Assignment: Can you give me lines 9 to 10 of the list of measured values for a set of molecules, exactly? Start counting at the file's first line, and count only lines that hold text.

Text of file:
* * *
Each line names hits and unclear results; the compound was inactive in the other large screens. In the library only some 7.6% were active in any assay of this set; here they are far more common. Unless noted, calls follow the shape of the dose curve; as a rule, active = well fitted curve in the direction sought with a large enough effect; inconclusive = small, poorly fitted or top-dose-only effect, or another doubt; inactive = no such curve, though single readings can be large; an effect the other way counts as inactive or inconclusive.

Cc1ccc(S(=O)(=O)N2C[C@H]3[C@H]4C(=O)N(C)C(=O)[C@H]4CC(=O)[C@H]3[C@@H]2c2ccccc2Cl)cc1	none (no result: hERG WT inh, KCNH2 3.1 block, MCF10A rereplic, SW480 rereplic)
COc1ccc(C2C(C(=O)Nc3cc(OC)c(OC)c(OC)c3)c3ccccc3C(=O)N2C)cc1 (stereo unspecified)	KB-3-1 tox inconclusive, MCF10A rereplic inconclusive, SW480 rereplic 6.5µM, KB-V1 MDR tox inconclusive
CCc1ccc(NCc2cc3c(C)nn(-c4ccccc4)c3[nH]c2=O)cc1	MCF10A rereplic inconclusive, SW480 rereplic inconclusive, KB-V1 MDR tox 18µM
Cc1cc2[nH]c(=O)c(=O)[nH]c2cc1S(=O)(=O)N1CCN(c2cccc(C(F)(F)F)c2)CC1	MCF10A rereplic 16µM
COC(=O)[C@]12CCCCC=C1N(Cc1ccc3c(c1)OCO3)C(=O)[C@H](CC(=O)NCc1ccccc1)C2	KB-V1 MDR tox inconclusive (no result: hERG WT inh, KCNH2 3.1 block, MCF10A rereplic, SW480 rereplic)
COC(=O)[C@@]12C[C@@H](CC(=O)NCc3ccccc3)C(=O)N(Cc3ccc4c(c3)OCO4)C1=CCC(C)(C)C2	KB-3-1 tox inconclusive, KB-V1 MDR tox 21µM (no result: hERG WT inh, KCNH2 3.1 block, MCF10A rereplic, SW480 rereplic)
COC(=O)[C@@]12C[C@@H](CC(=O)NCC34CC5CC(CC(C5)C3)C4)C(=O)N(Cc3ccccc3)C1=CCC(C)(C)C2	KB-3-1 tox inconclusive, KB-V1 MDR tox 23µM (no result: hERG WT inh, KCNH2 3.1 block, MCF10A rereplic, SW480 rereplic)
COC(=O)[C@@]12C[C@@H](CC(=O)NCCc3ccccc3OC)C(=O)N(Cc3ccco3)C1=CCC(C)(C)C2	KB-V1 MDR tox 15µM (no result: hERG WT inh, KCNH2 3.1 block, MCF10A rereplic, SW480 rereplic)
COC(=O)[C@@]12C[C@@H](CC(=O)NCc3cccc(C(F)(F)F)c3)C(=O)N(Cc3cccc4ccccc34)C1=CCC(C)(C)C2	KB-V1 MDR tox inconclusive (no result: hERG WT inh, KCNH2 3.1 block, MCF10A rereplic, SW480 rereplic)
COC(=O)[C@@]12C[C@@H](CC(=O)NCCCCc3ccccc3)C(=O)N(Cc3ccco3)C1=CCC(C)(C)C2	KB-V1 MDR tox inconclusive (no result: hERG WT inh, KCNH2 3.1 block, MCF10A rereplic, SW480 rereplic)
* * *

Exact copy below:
COC(=O)[C@@]12C[C@@H](CC(=O)NCCc3ccccc3OC)C(=O)N(Cc3ccco3)C1=CCC(C)(C)C2	KB-V1 MDR tox 15µM (no result: hERG WT inh, KCNH2 3.1 block, MCF10A rereplic, SW480 rereplic)
COC(=O)[C@@]12C[C@@H](CC(=O)NCc3cccc(C(F)(F)F)c3)C(=O)N(Cc3cccc4ccccc34)C1=CCC(C)(C)C2	KB-V1 MDR tox inconclusive (no result: hERG WT inh, KCNH2 3.1 block, MCF10A rereplic, SW480 rereplic)